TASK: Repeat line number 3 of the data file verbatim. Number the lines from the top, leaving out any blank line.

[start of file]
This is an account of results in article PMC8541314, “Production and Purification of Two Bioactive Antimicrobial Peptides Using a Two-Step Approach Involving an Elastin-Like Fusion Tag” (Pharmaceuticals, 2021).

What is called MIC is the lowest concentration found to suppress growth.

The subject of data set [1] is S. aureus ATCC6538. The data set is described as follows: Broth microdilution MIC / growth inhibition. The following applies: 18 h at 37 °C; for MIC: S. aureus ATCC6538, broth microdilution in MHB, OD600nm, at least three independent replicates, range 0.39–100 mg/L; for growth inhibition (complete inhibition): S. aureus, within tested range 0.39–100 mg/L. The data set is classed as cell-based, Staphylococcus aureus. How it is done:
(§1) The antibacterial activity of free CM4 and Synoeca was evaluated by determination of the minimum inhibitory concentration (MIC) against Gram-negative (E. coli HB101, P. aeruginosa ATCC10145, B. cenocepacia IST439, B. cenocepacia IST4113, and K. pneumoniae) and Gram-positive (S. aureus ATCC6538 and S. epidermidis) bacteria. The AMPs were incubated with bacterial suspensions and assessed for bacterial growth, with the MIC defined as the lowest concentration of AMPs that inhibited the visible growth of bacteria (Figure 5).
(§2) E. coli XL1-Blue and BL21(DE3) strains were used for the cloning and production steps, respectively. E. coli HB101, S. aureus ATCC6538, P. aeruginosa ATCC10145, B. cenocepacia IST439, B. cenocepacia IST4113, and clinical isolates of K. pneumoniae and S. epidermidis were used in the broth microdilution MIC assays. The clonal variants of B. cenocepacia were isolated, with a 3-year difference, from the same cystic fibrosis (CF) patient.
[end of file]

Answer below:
The subject of data set [1] is S. aureus ATCC6538. The data set is described as follows: Broth microdilution MIC / growth inhibition. The following applies: 18 h at 37 °C; for MIC: S. aureus ATCC6538, broth microdilution in MHB, OD600nm, at least three independent replicates, range 0.39–100 mg/L; for growth inhibition (complete inhibition): S. aureus, within tested range 0.39–100 mg/L. The data set is classed as cell-based, Staphylococcus aureus. How it is done: